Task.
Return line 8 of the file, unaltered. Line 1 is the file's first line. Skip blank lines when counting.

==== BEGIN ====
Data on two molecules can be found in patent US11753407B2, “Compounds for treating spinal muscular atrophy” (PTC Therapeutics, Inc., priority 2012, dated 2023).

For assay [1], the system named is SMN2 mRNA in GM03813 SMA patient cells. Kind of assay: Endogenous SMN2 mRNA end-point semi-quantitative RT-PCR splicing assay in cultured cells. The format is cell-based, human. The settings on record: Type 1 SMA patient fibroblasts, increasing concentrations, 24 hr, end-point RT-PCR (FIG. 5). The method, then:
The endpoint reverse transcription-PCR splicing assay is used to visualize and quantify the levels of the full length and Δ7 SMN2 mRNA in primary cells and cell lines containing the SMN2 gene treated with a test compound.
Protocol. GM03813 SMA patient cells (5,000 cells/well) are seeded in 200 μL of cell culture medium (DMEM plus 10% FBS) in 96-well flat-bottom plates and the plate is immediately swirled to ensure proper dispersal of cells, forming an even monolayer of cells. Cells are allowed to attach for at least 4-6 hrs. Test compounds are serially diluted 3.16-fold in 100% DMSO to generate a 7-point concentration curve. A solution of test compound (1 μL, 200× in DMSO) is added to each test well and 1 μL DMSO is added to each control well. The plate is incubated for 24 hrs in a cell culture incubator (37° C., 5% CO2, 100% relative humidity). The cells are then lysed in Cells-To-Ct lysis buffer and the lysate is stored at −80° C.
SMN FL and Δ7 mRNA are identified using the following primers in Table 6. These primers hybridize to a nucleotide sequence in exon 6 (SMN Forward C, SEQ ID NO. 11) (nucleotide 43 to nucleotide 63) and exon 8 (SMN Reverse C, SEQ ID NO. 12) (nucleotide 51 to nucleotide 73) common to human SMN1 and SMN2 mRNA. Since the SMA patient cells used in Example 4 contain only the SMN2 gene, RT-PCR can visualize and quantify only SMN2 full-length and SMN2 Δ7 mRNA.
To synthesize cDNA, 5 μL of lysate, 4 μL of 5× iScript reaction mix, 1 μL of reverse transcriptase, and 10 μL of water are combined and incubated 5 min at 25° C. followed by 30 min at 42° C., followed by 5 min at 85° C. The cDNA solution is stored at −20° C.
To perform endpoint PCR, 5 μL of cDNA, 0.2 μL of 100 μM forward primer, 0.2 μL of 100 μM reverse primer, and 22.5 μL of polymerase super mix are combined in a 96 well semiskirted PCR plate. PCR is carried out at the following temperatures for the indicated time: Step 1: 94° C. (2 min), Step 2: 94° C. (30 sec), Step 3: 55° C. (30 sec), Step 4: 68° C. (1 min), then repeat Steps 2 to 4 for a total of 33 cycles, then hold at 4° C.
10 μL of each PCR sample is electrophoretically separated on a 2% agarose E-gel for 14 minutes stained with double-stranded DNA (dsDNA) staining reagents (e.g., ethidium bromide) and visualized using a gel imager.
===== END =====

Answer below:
10 μL of each PCR sample is electrophoretically separated on a 2% agarose E-gel for 14 minutes stained with double-stranded DNA (dsDNA) staining reagents (e.g., ethidium bromide) and visualized using a gel imager.